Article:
As a content marketer, my favorite stage of a project is right after I’ve dreamed up what the finished product will look like, but before I actually start working on it. For that brief window of inspiration, my end goal exists as a perfect ideal, untainted by the fact that I don’t quite know how to achieve it yet. (Raise your hand if you can relate).
Once I come to terms with the fact that there’s still no way to directly export my vision into reality — looking at you for a solution here, Silicon Valley — I usually start by creating a roadmap that will show me the way from blank page to success. What’s the first concrete step I need to take? And after that? Then what? You get the picture. I sketch my way forward until I arrive at my final destination. Now at least I’ve got a plan.
Sometimes making a road map is easy, and sometimes it’s incredibly difficult. When I’m dealing with unfamiliar subject matter, I struggle — it’s like charting a course through a country I’ve never visited. I can’t read the road signs, and are those mountains on the horizon?
It occurred to me recently that an organization looking to implement Salesforce is likely to experience this same kind of disorientation. From the brand new terminology to a vast array of products — not to mention the ins and outs of the consulting world — it could prove overwhelming. So overwhelming that you decide to give up before you even start.
And I don’t want that to happen, so consider me your cartographer. In this post, I’ll cover the key aspects of an effective Salesforce implementation, (hopefully) helping you see the way to CRM success.
Step #1: Discovery
Salesforce is an infinitely powerful tool, but it will only bring value to your business to the extent that it’s designed to support successful processes. Think of it like a turbocharger — it’ll make a good car go faster, but there probably isn’t much point suping up a ‘96 Taurus with two flat tires.
After you’ve decided on a Salesforce implementation partner, their team will almost certainly begin the project with a thorough discovery process. Their goal? To learn as much about your business as possible, including the problem(s) you’re trying to solve with Salesforce and the teams who will be using it. If they believe your company needs to adjust certain processes and procedures to get the most out of the platform, they’ll work with you to design appropriate changes before jumping into the actual build.
(If you’re curious about what frameworks Torrent uses to conduct a successful discovery session, check out this recent post.)
Step #2: The Build
Once you and your implementation team have determined how your company will use Salesforce, it’s time for them to start building. That means they’ll be custom-configuring the platform to suit your business’ particular use case(s).
In most instances, this will involve a team of analysts building declaratively — that is, building without custom code. They’ll set up standard objects like leads, contacts and opportunities with the fields you need, and create any custom objects you might require as well. They’ll also set up automations like validation rules and workflows, to make sure your users can work with the system as efficiently as possible.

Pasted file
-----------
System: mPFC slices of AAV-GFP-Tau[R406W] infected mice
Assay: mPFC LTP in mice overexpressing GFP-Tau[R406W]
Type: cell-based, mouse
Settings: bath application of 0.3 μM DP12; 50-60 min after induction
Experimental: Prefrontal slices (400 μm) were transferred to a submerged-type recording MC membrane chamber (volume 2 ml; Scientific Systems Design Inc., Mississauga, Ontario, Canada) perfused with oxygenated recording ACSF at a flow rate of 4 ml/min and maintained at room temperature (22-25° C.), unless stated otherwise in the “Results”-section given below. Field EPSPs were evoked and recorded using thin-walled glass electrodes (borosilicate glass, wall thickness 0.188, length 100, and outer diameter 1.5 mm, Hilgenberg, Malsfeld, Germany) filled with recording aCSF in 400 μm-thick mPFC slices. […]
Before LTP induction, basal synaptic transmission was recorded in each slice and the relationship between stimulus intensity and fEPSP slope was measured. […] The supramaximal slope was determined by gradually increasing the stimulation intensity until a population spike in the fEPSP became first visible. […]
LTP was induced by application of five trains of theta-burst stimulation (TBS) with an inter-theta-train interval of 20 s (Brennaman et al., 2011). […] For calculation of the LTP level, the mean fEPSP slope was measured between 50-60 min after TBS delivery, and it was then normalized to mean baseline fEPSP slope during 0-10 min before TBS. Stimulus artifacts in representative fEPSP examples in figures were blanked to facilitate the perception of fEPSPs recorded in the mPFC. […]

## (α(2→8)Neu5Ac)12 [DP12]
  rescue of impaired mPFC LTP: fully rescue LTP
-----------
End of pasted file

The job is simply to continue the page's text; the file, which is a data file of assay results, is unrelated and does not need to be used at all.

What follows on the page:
As we’ve written before, a Salesforce analyst is someone who “uses a series of tools to transform an out-of-the-box product into a custom solution that helps your company tackle business challenges. Part tinkerer and part logician, they make sure Salesforce functions exactly as you need it to.”
(If you’d like to check out that post in its entirety, click here.)
Step #3: Training
In our experience, some companies don’t place nearly enough importance on user training. Yes, Salesforce is powerful, but only if your team actually knows how to use it. If you don’t ensure that your users have the up-front knowledge they need, you risk low adoption. And when it comes to a CRM, low adoption means low ROI.
Your implementation team will be responsible for conducting initial training sessions, but there are things you can do as a leader to contribute to their success. For instance: Make sure everyone is free and on-site during training times. If you emphasize the importance of attendance, employees are much more likely to take it seriously.
(For other tips on how you can make your company’s Salesforce training a success, read our post on the topic.)
Step #4: Preparing for the Future
Once your implementation partner has completed all scheduled training sessions, their work is effectively done. Going forward, your company will need a plan for managing its new Salesforce instance — a way to solve problems and add new functions.
Putting it bluntly, you’ve got two choices: Hire a Salesforce admin, or sign a managed services contract (possibly with the same partner). Courtesy of a member of our client services team, here’s a metaphor that succinctly explains the difference: “Managed services [is like] a lawn care company. They’ll come by your house every so often to mow the grass, rake the leaves and water the plants. They’ll keep what you have looking nice. A Salesforce admin, on the other hand, is more like a full-time gardener: Somebody who’s there every day, likely with specialized knowledge. They’ll tend to the flowerbeds and trees that are unique to your yard.”
In other words, your choice will depend on your organization’s particular needs.
(If you need help figuring out which option makes the most sense, here’s a link to a post covering the factors you should consider in the decision-making process. And if you end up deciding on a Salesforce admin, here are 5 traits you should look for during the hiring process.)
Okay, there it is: Your basic implementation road map. If anything still seems a little unclear, let us know. We’d love to help.